What temp do they need in the winter?

Discussion in 'Coop & Run - Design, Construction, & Maintenance' started by GrizFan, May 21, 2011.

  1. GrizFan

    GrizFan Hatching

    May 4, 2011
    Howdy! Hens in Montana. It gets a mite chilly here in the winter, so I am assuming I will need to monitor the temp in the coop. What's the low-tolerance inside temp for the hens? I found some thermostatically controlled outlets that turn on and off at various temps (35F/45F, 20F/30F, 0F/10F) and I can use either a ceramic heat bulb or a Sweeter Heater. I just want to know what the low end inside temp should be. Outside temps during the coldest part of the year will drop to daily highs around 0F and lows -20F, but never that cold for more than a few days at a time.

    I'm also considering trying to rig this baby up to run on solar....


  2. <3ChickenForever

    <3ChickenForever Fire Is Catching

    Feb 20, 2011
    Hello! When it's winter over here in WI we use a heat lamp, we just put it in the hen house. This year was the LLLOOOOOOOOONGEST winter that we ever had in a long time.
  3. teach1rusl

    teach1rusl Love My Chickens

    Lots of folks don't add any heat at all down below zero. If you have winter hardy breeds, your coop is free of drafts in winter, and chickens have access to unfrozen fresh water, then healthy adult birds can survive down to -20 and -30 even. Some do add lamps or other heat sources when temps get below zero, others below freezing. In your area, I'd go for one of the lower ranges of the plug in temp. regulators if you're going to use one. That way they get a bit of warmth, but are not shocked by the temp. difference of a "warm" coop inside, and severe outdoor temps.

    I've used the regulated outlets for the past two winters, and love them. They even have them for hot/warm weather, for fans and such...
    Last edited: May 21, 2011
  4. Bear Foot Farm

    Bear Foot Farm Crowing

    Mar 31, 2008
    Grifton NC
    I'm also considering trying to rig this baby up to run on solar....

    It will cost a fortune to have enough solar power to run any type of heater​
  5. Fred's Hens

    Fred's Hens Crowing Premium Member

    The problem I have with the heating the coop concept is both the price and the practicality. Solar would be great, but generating enough wattage to actually run heaters is tough. So, that leaves paying the power company. No can do. It would horrific to try and heat our barn. Secondly, how practical is it to raise the temperature any meaningful amount when it dips to -20? Even raising it to +10 would be difficult and again, horrifically expensive for the small amount of "help".

    We had many, many nights that cold this past winter here in northern Michigan. The birds did just fine. Cozy, with deep straw bedding, dry, secure and they were just fine. All the popular cold hardy breeds were developed in New England and up state New York a century ago and well before Thomas Edison's invention. Chickens are kept in cold places such as Iceland, Norway, Finland and Russia, without heat, and have been for centuries.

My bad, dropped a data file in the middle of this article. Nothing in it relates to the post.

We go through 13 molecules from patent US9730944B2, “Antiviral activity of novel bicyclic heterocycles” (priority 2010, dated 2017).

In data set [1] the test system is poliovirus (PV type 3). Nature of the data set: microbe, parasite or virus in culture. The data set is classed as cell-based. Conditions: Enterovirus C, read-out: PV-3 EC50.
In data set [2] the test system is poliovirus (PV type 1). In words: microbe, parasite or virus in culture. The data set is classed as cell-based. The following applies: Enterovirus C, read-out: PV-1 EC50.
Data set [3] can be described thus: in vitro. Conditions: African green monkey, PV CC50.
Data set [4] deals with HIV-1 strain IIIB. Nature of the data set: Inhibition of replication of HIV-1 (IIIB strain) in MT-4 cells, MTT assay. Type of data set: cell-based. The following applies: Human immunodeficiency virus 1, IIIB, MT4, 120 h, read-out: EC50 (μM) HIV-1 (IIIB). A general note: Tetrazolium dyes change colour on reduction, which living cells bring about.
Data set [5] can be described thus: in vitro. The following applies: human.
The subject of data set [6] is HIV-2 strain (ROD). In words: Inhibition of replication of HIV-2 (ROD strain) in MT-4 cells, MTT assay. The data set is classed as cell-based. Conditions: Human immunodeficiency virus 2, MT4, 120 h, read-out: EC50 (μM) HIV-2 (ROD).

Just as I think it would be difficult to keep a St Bernard dog in Florida. There are hundreds of BYC folk who keep chickens in northern climates successfully.

  6. ChickensAreSweet

    ChickensAreSweet Heavenly Grains for Hens

    What I do is put hutches in my shed coop in the winter. I don't worry about the temp. inside the shed because they can crawl inside the two hutches (chick-n-hutch)- and get right under the 100 watt bulb.

    So I run 200 watts in the winter when it gets below freezing.

    Yes they can survive but I want them to be cozy. They are our pets.

    I might add that I am prepared for (and set up for) putting them in our insulated garage in case of power outage so they don't freeze to death, being acclimated to heat.
    Last edited: May 21, 2011
  7. Egghead_Jr

    Egghead_Jr Crowing

    Oct 16, 2010
    NEK, VT
    A heated waterer is indispensable. Some use the rubber heated dog dishes but I like the plastic 3 gallon heater that can hang in the run. For winter here we put a light in the coop on a timer but that was a 13w efficiency light to promote egg laying. No real heat source and our girls did very well. Sure they are reluctant to come out of the coop when it's -15F but are quite comfortable at normal winter temps from 10F on up. What helps is to wrap/hang a tarp around the prevailing wind sides of your run.
  8. GiddyMoon

    GiddyMoon Songster

    Apr 14, 2011
    Tucson, AZ
    There is a book written 100 years ago called Open Air Coops. You can find the free ebook on google..it talks about coops being mainly wire on the front, even during winters..truly fascinating..
  9. YYZ

    YYZ Songster

    Apr 16, 2010
    I do not use heat lamps in my hen house. I live in Maine and our winters are long and cold.
    I put plenty of hay in the house and my hens are just fine...they come out in the snow every day. It is hard to keep the water fresh tho. I just go out and change it when i can.

  10. Fred's Hens

    Fred's Hens Crowing Premium Member

    If you could get enough solar power to keep the water thawed, that alone would be a great accomplishment.

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